On mental health and the importance of self care
Recently, I’ve been feeling stressed and somewhat overwhelmed by life. I moved into a new job back in May – I work full-time at a large London university – and always knew that this time of year would be the busiest in this role, but nothing could have prepared me for how it would feel. I’m working on a helpdesk and naively thought that it would be fulfilling because, well, I’d be helping. But what about the issues you can’t help with because they are beyond your control? What about the feeling of doom that comes with only seeing the things that are going wrong, all day every day?
I’ve always been like the team mascot at work. Whenever things have got tough, I’m the one who helps pull everyone together and bring back the smiles. I cheer folk up, remind them that they can do it when they think they can’t, and am good for listening to a long rant or simply providing a distraction by talking about something else for five minutes. Hell, if all else fails, I’ll simply make you smile by pointing out that I’m wearing glittery Star Wars shoes. However, this also takes its toll. Pile all this emotional labour on top of everything else and, sooner or later, something’s got to give.
I tried to lighten the load by filling my spare time with fun things that would bring back the cheer that was slowly ebbing away. Meeting up with friends, going to shows, evening and weekend plans with lovely people. But I forgot how much energy that takes too. I was ‘on’ at work and then ‘on’ in my spare time, and last week it got to the point where I just had nothing left to give. As Stephanie Yeboah said in a blog post about self care last year:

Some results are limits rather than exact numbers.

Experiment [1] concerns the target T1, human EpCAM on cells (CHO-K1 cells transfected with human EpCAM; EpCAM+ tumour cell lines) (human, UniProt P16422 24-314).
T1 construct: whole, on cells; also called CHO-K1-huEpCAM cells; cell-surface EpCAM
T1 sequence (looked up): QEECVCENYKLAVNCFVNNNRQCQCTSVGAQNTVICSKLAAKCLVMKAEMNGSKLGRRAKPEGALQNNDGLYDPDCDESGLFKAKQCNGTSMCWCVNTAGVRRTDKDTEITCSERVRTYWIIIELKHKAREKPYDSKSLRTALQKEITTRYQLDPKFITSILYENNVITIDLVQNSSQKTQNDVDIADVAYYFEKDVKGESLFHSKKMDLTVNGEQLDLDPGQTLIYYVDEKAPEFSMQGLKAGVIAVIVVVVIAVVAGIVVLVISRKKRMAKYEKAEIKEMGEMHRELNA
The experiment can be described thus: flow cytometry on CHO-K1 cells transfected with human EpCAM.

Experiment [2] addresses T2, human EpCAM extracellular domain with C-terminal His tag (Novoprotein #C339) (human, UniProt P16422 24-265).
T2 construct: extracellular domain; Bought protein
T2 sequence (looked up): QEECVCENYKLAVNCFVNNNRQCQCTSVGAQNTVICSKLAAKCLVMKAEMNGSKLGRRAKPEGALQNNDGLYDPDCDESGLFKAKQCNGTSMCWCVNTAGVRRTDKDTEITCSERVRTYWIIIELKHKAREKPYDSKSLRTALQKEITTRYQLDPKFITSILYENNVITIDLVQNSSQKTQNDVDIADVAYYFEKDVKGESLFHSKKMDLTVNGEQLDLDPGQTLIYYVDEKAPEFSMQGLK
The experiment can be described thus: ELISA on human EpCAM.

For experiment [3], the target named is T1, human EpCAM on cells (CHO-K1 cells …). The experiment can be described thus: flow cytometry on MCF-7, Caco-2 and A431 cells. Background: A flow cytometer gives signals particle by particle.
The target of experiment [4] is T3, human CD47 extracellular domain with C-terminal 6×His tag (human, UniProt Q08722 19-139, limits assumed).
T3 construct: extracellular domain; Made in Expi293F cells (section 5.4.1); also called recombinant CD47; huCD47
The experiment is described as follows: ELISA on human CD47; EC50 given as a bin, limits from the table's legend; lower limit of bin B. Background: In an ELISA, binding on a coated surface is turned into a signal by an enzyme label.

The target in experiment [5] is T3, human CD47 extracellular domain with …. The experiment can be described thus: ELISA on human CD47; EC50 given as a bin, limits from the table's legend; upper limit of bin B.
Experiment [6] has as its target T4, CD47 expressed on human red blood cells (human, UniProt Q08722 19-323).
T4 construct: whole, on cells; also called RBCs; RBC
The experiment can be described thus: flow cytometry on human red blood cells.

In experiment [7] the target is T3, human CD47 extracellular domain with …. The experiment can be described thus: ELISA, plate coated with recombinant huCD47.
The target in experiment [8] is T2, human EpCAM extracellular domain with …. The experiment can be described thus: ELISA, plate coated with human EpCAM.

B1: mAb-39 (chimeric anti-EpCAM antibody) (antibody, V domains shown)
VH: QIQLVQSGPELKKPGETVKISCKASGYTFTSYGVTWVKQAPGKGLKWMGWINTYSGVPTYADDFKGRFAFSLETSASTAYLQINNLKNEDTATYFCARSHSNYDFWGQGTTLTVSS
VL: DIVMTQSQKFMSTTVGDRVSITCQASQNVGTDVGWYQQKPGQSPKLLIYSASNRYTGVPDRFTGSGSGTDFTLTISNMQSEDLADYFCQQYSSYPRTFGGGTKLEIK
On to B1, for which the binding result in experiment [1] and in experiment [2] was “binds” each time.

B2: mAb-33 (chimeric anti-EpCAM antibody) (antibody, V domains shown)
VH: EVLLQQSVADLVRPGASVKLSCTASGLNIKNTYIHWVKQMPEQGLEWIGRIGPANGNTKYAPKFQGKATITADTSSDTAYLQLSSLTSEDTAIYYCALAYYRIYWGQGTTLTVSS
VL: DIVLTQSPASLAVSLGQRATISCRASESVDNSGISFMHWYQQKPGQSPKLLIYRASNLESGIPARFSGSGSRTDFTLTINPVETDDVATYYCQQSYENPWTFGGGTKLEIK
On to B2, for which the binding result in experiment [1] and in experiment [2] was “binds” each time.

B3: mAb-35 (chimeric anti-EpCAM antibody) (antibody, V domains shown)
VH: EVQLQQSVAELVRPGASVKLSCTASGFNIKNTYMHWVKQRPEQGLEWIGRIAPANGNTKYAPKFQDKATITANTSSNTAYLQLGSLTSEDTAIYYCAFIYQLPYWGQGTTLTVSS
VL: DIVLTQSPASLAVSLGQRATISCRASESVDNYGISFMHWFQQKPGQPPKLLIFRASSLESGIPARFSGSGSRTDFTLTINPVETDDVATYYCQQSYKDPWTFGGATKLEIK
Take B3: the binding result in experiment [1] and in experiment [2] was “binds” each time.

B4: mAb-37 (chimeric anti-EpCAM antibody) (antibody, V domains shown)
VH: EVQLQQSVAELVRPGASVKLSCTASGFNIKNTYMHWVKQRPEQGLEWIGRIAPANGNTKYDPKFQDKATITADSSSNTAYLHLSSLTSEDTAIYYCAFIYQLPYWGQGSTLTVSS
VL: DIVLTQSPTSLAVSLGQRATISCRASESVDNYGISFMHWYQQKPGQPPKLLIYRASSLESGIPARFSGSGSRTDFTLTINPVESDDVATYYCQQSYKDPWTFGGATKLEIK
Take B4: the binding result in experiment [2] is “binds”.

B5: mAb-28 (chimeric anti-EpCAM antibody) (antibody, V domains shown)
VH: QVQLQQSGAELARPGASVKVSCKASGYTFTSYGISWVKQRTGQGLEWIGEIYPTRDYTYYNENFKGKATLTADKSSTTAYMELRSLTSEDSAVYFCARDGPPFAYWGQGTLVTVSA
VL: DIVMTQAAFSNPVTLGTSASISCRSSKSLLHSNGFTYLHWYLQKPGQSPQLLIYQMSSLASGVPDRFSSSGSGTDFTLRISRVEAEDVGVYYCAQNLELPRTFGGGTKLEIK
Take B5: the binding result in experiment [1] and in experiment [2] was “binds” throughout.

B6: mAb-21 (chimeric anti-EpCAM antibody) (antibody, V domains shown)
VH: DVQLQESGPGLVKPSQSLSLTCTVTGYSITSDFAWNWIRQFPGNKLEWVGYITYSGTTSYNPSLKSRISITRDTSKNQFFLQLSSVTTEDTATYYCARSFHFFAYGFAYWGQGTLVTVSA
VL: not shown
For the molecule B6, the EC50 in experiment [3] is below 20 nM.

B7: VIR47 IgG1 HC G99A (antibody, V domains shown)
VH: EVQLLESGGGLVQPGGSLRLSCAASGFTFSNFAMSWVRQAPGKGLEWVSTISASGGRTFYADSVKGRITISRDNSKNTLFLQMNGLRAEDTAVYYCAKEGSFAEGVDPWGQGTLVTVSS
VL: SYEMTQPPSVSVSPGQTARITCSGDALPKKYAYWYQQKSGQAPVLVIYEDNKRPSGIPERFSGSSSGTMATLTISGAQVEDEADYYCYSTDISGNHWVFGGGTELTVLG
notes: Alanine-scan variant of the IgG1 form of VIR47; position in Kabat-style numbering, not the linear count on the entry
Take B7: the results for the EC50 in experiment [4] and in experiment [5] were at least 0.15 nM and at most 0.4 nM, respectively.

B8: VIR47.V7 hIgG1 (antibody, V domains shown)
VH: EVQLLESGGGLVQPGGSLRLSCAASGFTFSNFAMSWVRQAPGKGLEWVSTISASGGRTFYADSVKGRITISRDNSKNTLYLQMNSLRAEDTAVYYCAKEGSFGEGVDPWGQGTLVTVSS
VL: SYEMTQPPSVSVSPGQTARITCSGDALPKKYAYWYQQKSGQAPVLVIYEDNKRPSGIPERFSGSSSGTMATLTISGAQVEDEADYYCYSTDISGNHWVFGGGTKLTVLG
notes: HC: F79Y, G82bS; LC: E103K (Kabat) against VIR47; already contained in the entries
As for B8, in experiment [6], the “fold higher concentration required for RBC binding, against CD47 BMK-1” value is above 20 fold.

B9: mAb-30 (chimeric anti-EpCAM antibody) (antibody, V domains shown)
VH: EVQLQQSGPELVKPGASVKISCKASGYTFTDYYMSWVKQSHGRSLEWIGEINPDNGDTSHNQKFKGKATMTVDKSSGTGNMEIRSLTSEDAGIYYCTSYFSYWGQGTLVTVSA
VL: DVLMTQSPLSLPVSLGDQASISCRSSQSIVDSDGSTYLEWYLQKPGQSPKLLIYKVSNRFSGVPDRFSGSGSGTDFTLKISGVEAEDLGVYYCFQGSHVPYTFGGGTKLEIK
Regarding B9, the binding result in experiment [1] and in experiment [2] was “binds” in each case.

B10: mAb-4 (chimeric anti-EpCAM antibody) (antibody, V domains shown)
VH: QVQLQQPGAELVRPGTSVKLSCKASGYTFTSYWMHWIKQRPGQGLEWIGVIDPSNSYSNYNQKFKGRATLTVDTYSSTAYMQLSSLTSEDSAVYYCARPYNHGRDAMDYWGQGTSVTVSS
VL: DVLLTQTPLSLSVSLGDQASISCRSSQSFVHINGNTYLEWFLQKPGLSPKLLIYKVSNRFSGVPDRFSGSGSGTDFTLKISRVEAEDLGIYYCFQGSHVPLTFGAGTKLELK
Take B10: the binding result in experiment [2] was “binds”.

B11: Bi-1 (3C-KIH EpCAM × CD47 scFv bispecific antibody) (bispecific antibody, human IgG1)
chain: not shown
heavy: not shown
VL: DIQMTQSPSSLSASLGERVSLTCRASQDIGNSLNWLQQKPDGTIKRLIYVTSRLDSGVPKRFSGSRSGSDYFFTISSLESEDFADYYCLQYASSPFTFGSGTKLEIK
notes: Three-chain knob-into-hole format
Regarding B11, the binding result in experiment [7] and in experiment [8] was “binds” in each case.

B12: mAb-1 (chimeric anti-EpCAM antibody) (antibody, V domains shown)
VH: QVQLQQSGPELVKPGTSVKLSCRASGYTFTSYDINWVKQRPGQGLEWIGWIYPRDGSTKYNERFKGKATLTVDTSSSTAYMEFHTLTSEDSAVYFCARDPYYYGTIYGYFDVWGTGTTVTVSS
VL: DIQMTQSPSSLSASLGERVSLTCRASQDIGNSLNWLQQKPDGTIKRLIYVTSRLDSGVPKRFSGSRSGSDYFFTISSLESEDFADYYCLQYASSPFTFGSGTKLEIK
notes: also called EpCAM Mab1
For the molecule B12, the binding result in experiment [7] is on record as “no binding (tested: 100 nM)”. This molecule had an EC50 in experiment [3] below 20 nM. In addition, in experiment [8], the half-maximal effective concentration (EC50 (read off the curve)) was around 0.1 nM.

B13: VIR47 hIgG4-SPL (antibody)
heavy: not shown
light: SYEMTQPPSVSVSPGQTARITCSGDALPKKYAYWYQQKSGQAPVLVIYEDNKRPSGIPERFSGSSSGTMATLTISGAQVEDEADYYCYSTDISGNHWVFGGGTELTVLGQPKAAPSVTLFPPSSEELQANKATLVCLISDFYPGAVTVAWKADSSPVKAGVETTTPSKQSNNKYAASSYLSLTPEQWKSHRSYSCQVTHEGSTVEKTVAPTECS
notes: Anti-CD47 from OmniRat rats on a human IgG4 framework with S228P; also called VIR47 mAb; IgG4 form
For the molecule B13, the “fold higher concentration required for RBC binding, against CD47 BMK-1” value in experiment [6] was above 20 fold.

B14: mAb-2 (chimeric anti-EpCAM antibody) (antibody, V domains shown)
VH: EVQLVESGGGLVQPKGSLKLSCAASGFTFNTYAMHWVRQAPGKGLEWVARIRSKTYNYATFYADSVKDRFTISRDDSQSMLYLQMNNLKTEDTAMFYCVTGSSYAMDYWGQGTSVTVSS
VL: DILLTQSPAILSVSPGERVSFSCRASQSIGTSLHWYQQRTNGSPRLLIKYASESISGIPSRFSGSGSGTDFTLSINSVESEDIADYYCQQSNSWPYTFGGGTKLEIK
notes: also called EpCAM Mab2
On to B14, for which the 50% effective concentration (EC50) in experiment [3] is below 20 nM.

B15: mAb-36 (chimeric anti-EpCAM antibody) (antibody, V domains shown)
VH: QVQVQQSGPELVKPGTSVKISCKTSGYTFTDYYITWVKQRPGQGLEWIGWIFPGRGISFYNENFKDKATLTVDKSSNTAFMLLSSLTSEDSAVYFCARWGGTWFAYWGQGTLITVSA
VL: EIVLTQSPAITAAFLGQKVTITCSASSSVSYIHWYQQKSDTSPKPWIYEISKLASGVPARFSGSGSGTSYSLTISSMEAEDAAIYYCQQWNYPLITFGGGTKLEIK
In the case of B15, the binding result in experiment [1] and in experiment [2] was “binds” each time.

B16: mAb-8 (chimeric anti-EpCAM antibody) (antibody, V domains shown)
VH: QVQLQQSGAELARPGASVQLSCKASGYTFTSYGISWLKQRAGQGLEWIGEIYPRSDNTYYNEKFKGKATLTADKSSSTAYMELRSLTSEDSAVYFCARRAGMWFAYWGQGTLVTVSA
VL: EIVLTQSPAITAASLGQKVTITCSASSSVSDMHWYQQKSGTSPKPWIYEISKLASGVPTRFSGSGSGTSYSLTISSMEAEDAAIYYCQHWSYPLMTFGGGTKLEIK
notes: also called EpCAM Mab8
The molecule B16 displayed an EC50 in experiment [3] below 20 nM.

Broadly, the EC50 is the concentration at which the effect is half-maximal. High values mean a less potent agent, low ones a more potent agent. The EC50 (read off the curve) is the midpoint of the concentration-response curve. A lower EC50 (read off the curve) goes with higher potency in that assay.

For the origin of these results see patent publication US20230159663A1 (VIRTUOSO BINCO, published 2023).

When life gets busy it can feel as if things are outside of your control. It’s okay to feel overwhelmed – some people can ride the feeling out and let it pass, but some people like myself just need to take a break and just… stop.
That’s what I needed to do. Stop. It’s easy to think that self care is all about buying scented candles, having a long bath and then booking a spa day, because that’s what gets dressed up as ‘self care’ these days. But in reality it’s different for everyone. You know what you need, but sometimes you don’t have the ability to see what that is until you take time out and just… stop. So I cancelled plans and, once the work week was over, headed home for a weekend alone.
I thought about things I’d like to do over the weekend, if I felt up to it, and made a low-pressure list. I was worried that depression would grab hold and make it impossible to get out of bed for two days, but instead I woke up feeling refreshed on Saturday morning. I vowed that, whatever I did with my weekend, it wouldn’t be ‘wasted’ because sometimes working through a couple of tv show recommendations, a short walk, and attempting to go through a stack of unfinished books and magazines is exactly what you needed to do with your day to feel better. I may not be feeling good about it being Monday tomorrow, but I’m certainly feeling better than I was.